Saturday, 26 September 2015

Remembering the Plague-hit Kovai's Angel of Mercy

A file photo of Mercy Paul, the first woman doctor of Coimbatore, with her daughter Primela Mary and grand children

Sadagopachari, a son of an orthodox Jeeyar ( A preacher of Vaishnavism) of Tirunelveli, one day, became Arthur Paul!. Had the man, who pursued education in the famed St. Joseph's College, Trichy in the 19th century, not embraced Christianity, Coimbatore could not have seen its first woman doctor Mercy Paul, who was none other than his daughter.

Because, in the orthodox Hindu society, girls had little opportunity to pursue even formal school education. My grandfather Sadagopachari was even driven out of home after he embraced Christianity ” recalls 70 year old Primela Mary, a retired physics teacher from G.R.G.Matriculation Hr.Sec.School and the daughter of Coimbatore's first woman doctor. Primela Mary was also a recipient of Dr. Radhakrishnan state award for the best teacher.

Mercy Paul, who was born in 1905, came to Coimbatore around 1929 as an L.M.P ( Licentiate Medical Practitioner, since there was no M.B.B.S then).

Fondly called as 'Paul Doctoramma' by the then Coimbatoreans, Mercy Paul pursued her education in the Christian Medical College and Hospital, Vellore, under its founder Dr. Ida.S. Scudder, an American medical missionary-turned physician, who championed the cause of women by founding the exclusive medical school for girls.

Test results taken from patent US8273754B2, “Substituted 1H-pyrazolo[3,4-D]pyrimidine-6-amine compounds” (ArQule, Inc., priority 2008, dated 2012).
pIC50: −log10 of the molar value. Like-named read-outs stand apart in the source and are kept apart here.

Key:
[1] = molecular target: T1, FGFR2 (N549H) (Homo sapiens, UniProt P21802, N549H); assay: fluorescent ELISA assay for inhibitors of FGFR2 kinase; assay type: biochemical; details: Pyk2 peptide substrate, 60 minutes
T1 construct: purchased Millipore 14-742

Reminding Portia's quote The quality of mercy is not strained ... from William Shakespeare's play The Merchant of Venice, Mercy's love for mankind made her serve and save the people from plague when the city witnessed the outbreak of the deadly disease.

Nonetheless, the physician, who saved hundreds of human lives from the jaws of death, could not get a chance even to pay the last rites to her father Arthur Paul when he passed away in Guntur, Andhra Pradesh, as there was little transport facility in the past.